- About The Phil
Anybody who does debating in Trinity College will tell you that Hallowe’en is a very scary time of year – you guessed it, it’s our annual trip out to Belfield Institute of Advanced Jam Making and Basket Weaving, otherwise known as UCD. The three day marathon known as the Vice President’s Cup is a gruelling test of endurance, willpower, resourcefulness, survival skills and navigation, where all it takes is one wrong step and you’ll be devoured by the savages that populate the concrete jungle, or worse, thrown into the lake by the tetanus fetishists. In fact, making it out of there alive is an achievement in itself.
First up on Thursday was the Novice IV – a baptism of fire for innocent, wide-eyed freshers in their first year of debating. Proceedings were begun with a tribal dance, an open heart sacrifice and loud, vulgar chants: and then they announced round one – That This House Would Ban the Niqab (can’t say Burqa because it’s incorrect – aren’t we glad UCD were the only ones to point it out to us). This was followed by a labyrinth-style find-your-way-around UCD’s arts block. To make it even more challenging, they pulled up the coloured navigation strips so none of us non-UCD folk could find our way around. Unfortunately for them, it didn’t have the intended effect, because it led to half of UCD going into meltdown because none of them could find their lecture theatres without those strips. Ah well, better luck next time, guys!
Moving swiftly on, two more rounds of debating took place, then the semi-finals were announced. Half the teams progressing were Trinity teams, three from the Phil, one from the Hist. The final was contested by a team from the Phil (Peter Gowan and Meghna Dholakia), a team from the Hist (Michael Coleman and John Prasifka), a team from UCD and a team from DCU. An intense debate followed, and then it was down to the pub for a few drinks before the verdict was announced. Then, against all the odds, the team from UCD won! It’s the ultimate underdog story! But seriously, well done to everyone. I’ve probably overlooked a few people, but congratulations also go out to William Dunne and Ben Butler for finishing in the top ten on the speaker tab, and Peter Gowan for topping it.
The next day saw the main event, the UCD IV 2011, which our snakish friends upstairs have won for five years running. Peculiarly absent were Oxford and Cambridge, the latter of whom had their flights delayed last year and presumably didn’t want a repeat. That and they were probably afraid of falling down the steps of UCD’s infamous “Vertigo” lecture theatres, which are so steep that if you are brave enough to venture in there, you’d better have a parachute to have any hope of surviving. Then again, if you do fall and survive, you’ll have to find your way back up out of that dungeon, by no means easy with an unwashed mass of UCD students trying to cannibalise you as you try and make your escape.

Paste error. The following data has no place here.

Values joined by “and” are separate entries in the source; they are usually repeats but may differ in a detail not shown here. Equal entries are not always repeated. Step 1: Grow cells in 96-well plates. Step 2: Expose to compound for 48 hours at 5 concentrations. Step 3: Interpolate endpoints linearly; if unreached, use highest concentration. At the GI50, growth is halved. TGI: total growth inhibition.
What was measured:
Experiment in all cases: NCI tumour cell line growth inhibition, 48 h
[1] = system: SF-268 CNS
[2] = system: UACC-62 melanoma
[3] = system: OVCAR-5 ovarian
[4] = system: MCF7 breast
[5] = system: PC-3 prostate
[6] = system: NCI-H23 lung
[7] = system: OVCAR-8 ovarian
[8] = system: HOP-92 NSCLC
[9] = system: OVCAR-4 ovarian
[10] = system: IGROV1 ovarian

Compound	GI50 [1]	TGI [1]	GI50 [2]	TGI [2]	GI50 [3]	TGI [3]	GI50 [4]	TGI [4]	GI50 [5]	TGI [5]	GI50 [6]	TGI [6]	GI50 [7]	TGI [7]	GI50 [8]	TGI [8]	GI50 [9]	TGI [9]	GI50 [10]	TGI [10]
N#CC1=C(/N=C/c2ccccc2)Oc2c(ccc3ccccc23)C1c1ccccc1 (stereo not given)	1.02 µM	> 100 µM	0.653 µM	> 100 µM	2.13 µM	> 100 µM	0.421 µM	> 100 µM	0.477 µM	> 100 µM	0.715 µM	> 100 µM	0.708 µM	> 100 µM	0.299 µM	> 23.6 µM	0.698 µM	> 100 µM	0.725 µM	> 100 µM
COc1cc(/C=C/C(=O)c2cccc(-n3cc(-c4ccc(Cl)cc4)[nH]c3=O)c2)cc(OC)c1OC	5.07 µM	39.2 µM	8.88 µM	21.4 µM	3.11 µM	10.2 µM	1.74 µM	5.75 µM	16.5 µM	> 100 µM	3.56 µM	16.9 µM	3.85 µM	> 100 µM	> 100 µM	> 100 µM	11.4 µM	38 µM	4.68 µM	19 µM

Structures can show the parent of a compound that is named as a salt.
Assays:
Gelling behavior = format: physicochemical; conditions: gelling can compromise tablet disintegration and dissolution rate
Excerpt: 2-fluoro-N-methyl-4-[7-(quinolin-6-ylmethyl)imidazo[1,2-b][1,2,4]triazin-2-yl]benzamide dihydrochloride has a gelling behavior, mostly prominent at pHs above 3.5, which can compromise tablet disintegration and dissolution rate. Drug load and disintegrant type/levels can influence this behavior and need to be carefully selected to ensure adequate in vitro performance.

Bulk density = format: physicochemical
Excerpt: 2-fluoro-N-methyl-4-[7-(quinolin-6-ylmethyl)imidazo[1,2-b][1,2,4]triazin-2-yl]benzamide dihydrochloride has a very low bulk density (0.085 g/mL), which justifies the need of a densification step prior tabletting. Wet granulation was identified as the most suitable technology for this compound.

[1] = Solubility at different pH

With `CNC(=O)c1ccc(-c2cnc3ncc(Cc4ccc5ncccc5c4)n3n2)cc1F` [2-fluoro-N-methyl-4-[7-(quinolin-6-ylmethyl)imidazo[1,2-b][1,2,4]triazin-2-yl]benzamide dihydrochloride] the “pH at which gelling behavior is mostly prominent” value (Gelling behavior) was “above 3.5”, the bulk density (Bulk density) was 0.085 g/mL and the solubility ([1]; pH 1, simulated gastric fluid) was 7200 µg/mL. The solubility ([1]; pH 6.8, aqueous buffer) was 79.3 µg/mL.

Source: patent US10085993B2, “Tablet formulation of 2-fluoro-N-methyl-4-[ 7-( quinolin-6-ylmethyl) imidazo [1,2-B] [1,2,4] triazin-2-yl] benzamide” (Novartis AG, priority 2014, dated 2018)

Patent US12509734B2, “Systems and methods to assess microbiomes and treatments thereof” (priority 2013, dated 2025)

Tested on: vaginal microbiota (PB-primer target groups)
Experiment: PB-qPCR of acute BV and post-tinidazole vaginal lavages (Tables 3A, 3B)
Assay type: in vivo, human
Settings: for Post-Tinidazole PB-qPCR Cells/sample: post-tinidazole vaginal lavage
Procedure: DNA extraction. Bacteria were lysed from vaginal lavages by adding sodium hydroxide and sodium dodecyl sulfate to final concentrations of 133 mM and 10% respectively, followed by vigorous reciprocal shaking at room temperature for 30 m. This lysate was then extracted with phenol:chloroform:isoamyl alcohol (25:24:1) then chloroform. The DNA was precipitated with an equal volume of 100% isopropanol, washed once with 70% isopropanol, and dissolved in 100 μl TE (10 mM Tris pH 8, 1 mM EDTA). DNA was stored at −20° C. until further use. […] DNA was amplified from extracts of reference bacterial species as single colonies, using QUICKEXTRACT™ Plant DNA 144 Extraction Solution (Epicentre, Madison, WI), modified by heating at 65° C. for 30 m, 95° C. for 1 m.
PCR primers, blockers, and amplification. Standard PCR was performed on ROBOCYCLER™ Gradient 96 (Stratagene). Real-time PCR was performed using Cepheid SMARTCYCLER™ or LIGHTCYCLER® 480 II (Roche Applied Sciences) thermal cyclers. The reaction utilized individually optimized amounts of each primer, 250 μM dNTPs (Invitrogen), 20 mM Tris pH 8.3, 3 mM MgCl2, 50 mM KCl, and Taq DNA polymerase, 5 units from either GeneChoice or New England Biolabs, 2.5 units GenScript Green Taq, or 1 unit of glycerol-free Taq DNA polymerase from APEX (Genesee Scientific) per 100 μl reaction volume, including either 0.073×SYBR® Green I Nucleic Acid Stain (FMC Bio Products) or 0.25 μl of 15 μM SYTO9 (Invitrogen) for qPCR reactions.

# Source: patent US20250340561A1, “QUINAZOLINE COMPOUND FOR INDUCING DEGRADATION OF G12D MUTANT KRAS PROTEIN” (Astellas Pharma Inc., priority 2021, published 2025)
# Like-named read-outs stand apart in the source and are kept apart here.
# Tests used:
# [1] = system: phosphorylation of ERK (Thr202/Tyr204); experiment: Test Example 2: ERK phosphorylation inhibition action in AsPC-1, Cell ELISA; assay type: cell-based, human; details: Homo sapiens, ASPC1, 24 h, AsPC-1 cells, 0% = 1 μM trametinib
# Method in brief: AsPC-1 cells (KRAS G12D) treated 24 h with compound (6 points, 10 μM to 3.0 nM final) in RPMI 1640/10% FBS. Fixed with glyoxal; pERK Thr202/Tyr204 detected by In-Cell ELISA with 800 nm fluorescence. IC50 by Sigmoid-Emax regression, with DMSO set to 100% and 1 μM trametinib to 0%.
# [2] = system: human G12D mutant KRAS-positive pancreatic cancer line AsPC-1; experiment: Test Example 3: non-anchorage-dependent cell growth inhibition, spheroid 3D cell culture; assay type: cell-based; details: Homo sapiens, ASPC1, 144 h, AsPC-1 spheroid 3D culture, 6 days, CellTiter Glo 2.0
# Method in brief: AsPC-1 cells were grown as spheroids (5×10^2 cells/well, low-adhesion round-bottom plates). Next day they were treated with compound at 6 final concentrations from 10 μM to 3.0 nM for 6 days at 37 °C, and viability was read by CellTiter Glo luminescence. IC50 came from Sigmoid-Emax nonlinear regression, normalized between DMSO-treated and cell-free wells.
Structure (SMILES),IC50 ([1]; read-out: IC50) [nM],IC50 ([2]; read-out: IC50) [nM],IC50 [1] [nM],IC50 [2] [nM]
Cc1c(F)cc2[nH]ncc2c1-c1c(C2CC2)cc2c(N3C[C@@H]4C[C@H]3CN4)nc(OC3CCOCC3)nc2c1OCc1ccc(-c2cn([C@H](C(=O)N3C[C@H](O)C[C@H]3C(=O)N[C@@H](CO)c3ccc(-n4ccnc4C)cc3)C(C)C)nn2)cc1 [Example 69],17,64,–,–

After an intense day and a half, the semi-finals were announced. In ominous fashion, our friendly neighbours in the Hist had four teams breaking – revenge for the Novice IV, perhaps? As the teams went off, prepared their cases and returned to start proceedings…there was a twist! Due to a tabbing error, one of the teams had been in the semi-finals by accident. Typical UCD! On a serious note, it was a real pity for the team that missed out, it’s never good to make it to the semi-finals only to learn at the last minute that there’s been a mistake.
A new motion was set: That This House Would Provide Euthanasia for Minors Regardless of Parental Consent. Had this been set during the preliminary rounds, I can imagine one of the bin room teams (I’m looking at you, Matt and Cian) pretending the motion is about suicide for miners. Instead, the semi-final I was watching was started by a team from Edinburgh, who made the impassioned plea, “Please, look deep within your hearts, and let these children die!”
The final was contested by two teams from the Hist (Sally Rooney and Kate Oliver in 1st Proposition and John Engle and Catherine Murphy in 1st Opposition), the team from Edinburgh and the team from Durham. An intense debate on meritocracy took place…then in typical UCD fashion, everybody was loaded on a bus, then taken out to a nightclub. Eventually, the judges reached a decision, and the winning team was…wait for it…John and Catherine. The Hist’s winning streak continues, they’ve now won it six years in a row, but like all things in life, that streak must come to an end someday. Maybe next year? Who could it be?
Remember, it could be you!